The Social Security cost of living adjustment for 2024 will be 3.2 percent, far below this year’s 8.7 percent bump. The smaller increase reflects the cooling of consumer prices, but inflation is an ever-present risk that should be a consideration in your retirement plan.
Although Social Security is adjusted annually for inflation, it will cover only part of your spending in retirement. Over a retirement several decades long, inflation can erode the buying power of your other assets, forcing a quicker spend-down and threatening your standard of living.
The risk you’ll face from inflation depends on your circumstances. Social Security replaces a higher share of pre-retirement income for middle- and lower-income retirees than it does for affluent people, and that means a greater share of their retirement income will be protected by COLAs. And benefits cover a much larger share of living expenses in low-cost parts of the country.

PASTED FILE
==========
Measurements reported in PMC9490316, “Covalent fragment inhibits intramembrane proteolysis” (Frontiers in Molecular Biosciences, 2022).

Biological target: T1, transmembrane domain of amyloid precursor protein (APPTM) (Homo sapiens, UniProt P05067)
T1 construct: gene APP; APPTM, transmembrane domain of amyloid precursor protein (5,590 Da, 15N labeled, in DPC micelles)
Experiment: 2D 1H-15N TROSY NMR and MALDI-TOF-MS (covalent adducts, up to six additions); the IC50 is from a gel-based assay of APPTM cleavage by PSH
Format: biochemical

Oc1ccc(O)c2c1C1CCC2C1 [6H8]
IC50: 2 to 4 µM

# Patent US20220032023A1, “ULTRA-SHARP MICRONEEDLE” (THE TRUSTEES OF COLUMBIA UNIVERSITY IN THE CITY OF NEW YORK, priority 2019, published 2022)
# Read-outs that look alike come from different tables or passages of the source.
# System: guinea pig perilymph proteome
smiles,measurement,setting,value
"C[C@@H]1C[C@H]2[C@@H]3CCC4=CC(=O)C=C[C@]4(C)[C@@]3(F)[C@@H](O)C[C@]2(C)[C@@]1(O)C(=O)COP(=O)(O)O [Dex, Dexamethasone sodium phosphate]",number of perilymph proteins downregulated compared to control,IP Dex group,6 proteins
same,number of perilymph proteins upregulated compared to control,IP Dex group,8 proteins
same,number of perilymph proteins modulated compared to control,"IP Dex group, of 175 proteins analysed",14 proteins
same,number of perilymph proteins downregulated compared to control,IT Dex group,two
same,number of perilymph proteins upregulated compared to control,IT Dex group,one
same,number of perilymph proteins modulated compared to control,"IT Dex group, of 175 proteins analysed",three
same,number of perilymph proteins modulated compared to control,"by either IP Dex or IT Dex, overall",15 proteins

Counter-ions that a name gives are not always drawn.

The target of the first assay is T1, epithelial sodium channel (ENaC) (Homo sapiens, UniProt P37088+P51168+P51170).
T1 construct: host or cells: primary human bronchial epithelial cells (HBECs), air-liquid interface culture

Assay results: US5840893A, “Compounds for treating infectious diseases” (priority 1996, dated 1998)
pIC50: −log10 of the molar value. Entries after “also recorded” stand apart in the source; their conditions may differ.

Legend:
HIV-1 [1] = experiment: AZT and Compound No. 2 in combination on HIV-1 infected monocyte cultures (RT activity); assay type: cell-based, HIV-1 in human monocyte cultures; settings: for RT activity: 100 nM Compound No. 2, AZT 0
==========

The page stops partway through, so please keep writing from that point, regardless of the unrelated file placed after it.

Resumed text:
Your exposure to major expenses also can make a difference.
Older households spend more on health care than younger people do, and they spend slightly less on food and transportation.
Portfolio strategies are available that can help mitigate inflation risk. The timing of your Social Security claim also matters — and you may want to consider other income products, such as annuities and inflation-adjusted bonds.
My latest “Retiring” column for the New York Times examines strategies for protecting your retirement plan from inflation.